In this volume eight scholars share their insights concerning the impact of photography on their fields, illustrating their essays with a rich and varied selection of photographs from the resources of Harvard, Radcliffe, and the collection of Harrison D. Horblit. The fields range from art history to anthropology to medicine; among the 96 photographs are nineteenth-century views of Florence and Beirut, impressionist landscapes, Civil War battlefield scenes, family portraits, haunting studies of inmates of the mental hospital of Sainte-Anne. As Eugenia Parry Janis says in her introductory essay, photographs of “science, reportage, physiognomy of illness and health, visions of modern cities in war time or of ancient ruins, even a shred of cloth isolated under the camera eye, all increase our learning by utterly removing things from the grasp of actuality…we begin to ponder on all that is known, and how we know it, and what to believe because of it.”
Throughout her extensive career, Russian conceptual artist Irina Nakhova has frequently pushed the limits of what constitutes art and how we experience the art museum. One of her famous early pieces, for instance, transformed a room in her very own Moscow apartment into an art installation.
Released in conjunction with Nakhova’s first museum retrospective exhibition in the United States, this book includes many full-color illustrations of her work, spanning the entirety of her forty-year career and demonstrating her facility with a variety of media. It also includes essays by a variety of world-renowned curators and art historians, each cataloging Nakhova’s artistic innovations and exploring how she deals with themes of everyday life, memory, viewer engagement, and moral responsibility. It concludes with a new interview with Nakhova herself, giving new insight into her creative process and artistic goals. Irina Nakhova: Museum on the Edge provides a vivid look at the work of a visionary artist. Published in partnership with the Zimmerli Museum.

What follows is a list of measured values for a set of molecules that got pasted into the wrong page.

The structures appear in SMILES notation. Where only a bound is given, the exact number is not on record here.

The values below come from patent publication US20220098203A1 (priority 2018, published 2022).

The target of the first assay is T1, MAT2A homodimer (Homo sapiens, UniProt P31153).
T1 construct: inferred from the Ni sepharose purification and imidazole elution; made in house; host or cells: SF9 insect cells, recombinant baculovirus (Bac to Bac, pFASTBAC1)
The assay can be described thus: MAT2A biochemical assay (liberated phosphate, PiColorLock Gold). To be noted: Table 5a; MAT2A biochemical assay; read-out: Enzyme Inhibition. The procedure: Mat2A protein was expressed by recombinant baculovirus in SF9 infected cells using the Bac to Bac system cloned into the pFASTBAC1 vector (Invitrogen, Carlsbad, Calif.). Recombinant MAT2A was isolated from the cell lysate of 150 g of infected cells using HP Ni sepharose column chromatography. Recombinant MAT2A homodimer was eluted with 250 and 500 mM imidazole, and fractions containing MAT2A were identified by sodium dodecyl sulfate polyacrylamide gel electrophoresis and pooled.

Ivory Diptych Sundials, 1570–1750
Steven Lloyd, Penelope Gouk, A. J. Turner Harvard University Press, 1992 Library of Congress QB215.H37 1992 | Dewey Decimal 681.111
During the sixteenth and seventeenth centuries, ivory diptych sundials were widely used to determine the time by day or night. These elaborate portable sundials, which could be adjusted for different latitudes, incorporated various devices useful for merchants and others who traveled extensively in Europe. This catalog illustrates in detail Harvard's collection of eighty-three ivory diptych sundials, one of the largest holdings of these instruments in the world. The collection encompasses a comprehensive array of styles and designs from Nuremberg, Paris, and Dieppe, the major centers of their production, as well as from other parts of Europe.
This catalog is the fourth publication of Harvard University's Collection of Historical Scientific Instruments, and the first to appear in twenty-two years. This collection, which was established in 1949 as a resource for the history of science and technology, has one of the three largest university holdings of its kind in the world. It comprises about 15,000 instruments covering a broad range of scientific disciplines dating from 1500 to the present. Illustrated catalogues of other parts of the collection are anticipated in the near future. These will include volumes on early telephones and phonographs, psychological instruments, and apparatus for teaching science in Colonial America.